There's Pin as both input (for a switch) and output (for LED) with ATmega32U4? but I also need one of six such pins to drive a piezo buzzer. Due to its capacitive nature, I figured it could be connected to the GPIO as well (has no effect on DC signals):


simulate this circuit – Schematic created using CircuitLab

The idea was to suppress the noise, that would likely originate from switching the GPIO from output-low (to drive the LED) to input-pull-up (for sampling the pushbutton), using a high pass filter with an "odd" 1.5 kHz or so, so sampling at 100 Hz or so does not affect the 4 kHz piezo as much.

Drawbacks (both are acceptable):

  • pushing the button lights the LED (and dumps C1's charge to ground; maybe add a series resistor?)
  • driving the piezo with a 4 kHz square wave lights the LED at 50 % (maybe this can be a lower duty-cycle due to the filter?)

Does this work and can it be improved?

  • \$\begingroup\$ how fast do you need the LED to turn on or off? \$\endgroup\$ Mar 12, 2018 at 14:00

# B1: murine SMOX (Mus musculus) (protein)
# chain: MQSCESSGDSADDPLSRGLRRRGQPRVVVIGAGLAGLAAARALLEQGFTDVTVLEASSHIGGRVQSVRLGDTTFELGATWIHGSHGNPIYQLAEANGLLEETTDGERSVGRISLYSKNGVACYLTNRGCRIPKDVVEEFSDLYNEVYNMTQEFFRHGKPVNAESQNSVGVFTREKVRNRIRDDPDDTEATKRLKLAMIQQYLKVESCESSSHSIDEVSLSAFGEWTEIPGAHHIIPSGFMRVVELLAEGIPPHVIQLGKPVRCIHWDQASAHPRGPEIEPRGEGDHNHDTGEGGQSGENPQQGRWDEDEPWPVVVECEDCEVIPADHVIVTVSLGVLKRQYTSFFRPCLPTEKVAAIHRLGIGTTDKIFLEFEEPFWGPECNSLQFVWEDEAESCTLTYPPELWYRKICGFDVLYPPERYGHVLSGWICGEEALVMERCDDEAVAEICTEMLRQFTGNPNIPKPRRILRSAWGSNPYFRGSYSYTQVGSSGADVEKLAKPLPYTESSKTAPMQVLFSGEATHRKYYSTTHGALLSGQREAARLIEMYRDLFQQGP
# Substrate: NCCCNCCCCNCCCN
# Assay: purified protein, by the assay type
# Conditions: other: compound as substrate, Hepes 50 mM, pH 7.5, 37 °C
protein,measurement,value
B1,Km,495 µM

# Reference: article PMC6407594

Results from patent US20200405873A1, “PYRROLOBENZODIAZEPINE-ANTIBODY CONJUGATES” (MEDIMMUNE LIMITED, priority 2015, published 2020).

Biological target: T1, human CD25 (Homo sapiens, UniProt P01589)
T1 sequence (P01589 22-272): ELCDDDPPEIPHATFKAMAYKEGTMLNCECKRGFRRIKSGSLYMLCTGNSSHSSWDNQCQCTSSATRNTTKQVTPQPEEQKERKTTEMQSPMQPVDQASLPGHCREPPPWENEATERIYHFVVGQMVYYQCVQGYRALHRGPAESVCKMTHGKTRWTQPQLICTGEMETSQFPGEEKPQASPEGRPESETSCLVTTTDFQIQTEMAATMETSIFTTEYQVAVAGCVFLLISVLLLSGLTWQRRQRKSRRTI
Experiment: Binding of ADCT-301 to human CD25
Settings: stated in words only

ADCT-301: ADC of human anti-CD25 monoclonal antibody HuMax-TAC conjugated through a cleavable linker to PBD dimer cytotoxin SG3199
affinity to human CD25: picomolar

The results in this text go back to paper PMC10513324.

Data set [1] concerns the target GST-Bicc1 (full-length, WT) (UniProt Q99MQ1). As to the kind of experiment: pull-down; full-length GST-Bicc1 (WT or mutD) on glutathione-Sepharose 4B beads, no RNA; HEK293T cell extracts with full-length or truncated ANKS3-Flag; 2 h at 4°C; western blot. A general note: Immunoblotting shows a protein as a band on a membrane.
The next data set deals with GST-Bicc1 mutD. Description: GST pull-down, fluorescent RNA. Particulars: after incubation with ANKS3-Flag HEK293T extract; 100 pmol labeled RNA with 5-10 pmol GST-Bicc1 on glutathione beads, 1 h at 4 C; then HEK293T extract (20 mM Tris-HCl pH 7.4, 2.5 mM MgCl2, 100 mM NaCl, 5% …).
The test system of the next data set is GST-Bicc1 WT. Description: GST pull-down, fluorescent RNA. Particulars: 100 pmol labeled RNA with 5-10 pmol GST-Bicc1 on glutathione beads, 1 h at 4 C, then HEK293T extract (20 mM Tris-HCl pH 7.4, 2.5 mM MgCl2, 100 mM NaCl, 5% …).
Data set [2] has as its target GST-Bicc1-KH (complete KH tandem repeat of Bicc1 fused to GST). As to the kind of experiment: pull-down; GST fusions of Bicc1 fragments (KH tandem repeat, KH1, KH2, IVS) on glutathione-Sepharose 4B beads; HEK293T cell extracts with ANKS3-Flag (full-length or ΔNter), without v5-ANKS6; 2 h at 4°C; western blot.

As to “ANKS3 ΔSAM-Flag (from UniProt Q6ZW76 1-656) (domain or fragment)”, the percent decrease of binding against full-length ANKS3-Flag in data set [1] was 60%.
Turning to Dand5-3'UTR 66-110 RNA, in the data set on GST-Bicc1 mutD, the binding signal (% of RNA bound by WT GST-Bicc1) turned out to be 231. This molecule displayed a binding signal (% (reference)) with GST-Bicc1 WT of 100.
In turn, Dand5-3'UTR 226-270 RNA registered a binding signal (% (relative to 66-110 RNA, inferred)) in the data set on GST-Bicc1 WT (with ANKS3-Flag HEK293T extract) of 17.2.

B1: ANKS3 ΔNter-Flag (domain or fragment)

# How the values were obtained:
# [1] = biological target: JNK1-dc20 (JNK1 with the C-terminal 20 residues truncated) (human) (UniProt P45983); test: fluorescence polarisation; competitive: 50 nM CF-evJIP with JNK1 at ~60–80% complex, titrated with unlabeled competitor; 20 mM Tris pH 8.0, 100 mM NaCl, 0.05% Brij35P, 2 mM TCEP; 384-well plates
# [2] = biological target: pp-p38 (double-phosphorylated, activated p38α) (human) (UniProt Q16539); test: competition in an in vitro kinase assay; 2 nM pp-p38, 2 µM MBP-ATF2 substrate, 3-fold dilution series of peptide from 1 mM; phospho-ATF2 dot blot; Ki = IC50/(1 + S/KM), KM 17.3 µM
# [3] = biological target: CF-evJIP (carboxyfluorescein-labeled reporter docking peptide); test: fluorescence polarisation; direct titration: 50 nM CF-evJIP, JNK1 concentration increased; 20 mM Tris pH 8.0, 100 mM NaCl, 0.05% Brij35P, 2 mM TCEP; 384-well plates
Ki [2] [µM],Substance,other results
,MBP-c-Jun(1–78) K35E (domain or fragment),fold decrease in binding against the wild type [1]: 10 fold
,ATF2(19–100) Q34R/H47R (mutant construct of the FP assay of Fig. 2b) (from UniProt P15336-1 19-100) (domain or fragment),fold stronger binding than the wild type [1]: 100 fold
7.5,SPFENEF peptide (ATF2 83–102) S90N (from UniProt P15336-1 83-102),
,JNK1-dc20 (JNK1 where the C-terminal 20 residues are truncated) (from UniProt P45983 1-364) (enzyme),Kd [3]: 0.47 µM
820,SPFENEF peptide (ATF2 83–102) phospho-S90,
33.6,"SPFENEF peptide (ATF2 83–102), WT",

• \$\begingroup\$ @MarcusMüller It's just a status LED for humans: visible frequency for blinking would be in the 1 Hz range, so the transition should not take longer than maybe 0.1 s. \$\endgroup\$
    – handle
    Mar 12, 2018 at 14:20
  • \$\begingroup\$ See LED and Button Matrix multiplexing? for a different approach to possibly work around too few pins in the same situation. \$\endgroup\$
    – handle
    Mar 12, 2018 at 14:27

1 Answer 1


You can of course, instead of directly driving the LED, add a high-impedance low pass filter, driving a thresholding element (e.g. a transistor, a comparator with a reference, or an elegantly connected diode), which in turn drives the LED.

     +----High Pass----Piezo---GND     |
GPIO-+----------------Switch---GND   |/
                    |                |\
                    C                  v
                    |                  |
                   GND                GND

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